A Contemporary Approach to Supporting the Modern Coast Guard Family

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Written by Cmdr. Carrie McKinney

You do not have to look far to see that Coast Guard families come in many diverse and equally amazing forms. From traditional nuclear families, to single parents, same sex parents, blended families, adoptive parents, dual military member parents, and numerous others, the picture of a typical Coast Guard family is changing. Coast Guard support to our families is also undergoing an evolution. There have been several milestone policy changes during the past two years. These programmatic updates mandate improvements to key topics greatly effecting pregnant service members and new parents, and many of these changes have already had tremendous impact. However, our work is not done. Family support is two pronged-Coast Guard policy support and Coast Guard member support. To compliment policy changes, there is no substitute for a well-trained and connected workforce, whose members use their experience to support and guide each other during challenging life events.

Maverick, Phoebe and Penelope McKinney enjoying the beach.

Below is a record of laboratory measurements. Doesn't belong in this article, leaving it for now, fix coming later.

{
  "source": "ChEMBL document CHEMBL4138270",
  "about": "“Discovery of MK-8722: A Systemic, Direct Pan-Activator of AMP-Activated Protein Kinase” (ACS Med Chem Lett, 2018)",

My husband, Cmdr. Blake McKinney, and I have three children, Phoebe (8), Penelope (5) and Maverick (3), who keep our lives full of love, laughter, and constant chaos. Becoming a parent was the most impactful and wonderful experience of my life, it was also the most terrifying and frustrating. When our first child was born, I felt completely overwhelmed by the competing demands of being a new parent and active duty member. Over the next few years, in addition to my own experiences, I dedicated hundreds of hours to understanding the myriad of challenges young Coast Guard families face. I read policy, explored family support resources and programs, talked to subject matter experts, and met with numerous new and expectant parents. What I discovered was the Coast Guard had tremendous resources available, but most people were unaware of their existence. Additionally, most new families did not have a support network to assist them during their transition to parenthood. In 2013, I founded Providing Assistance & Resources to Expectant New and Toddler families (PARENT). PARENT is a volunteer group operating out of Coast Guard Island Alameda with the goal of providing peer support, mentoring, and resource guidance to new and expecting Cost Guard families. During the past six years, PARENT mentored hundreds of duty Coast Guard parents, facilitated 40 informal networking sessions, and trained 60 members on infant/child first aid and CPR. PARENT sponsored both a “Dependent Benefit Seminar” and “Child Care Seminar” with experts representing Tricare, Defense Enrollment Eligibility Reporting System, Legal Services Command, Education Services, Health, Safety and Work-Life, the Child Development Center, and a variety of other family support services. PARENT created a guide for new and expectant parents and disseminated the document to members at various units throughout the Coast Guard. Recognizing the financial burden faced by many young families, PARENT coordinated seven “Baby Gear Donation Events” accepting over 14,000 donations of gently used baby items and clothes and providing them to hundreds of Coast Guard families at no cost. All of these events have educated families and created opportunities to develop supportive relationships amongst parents.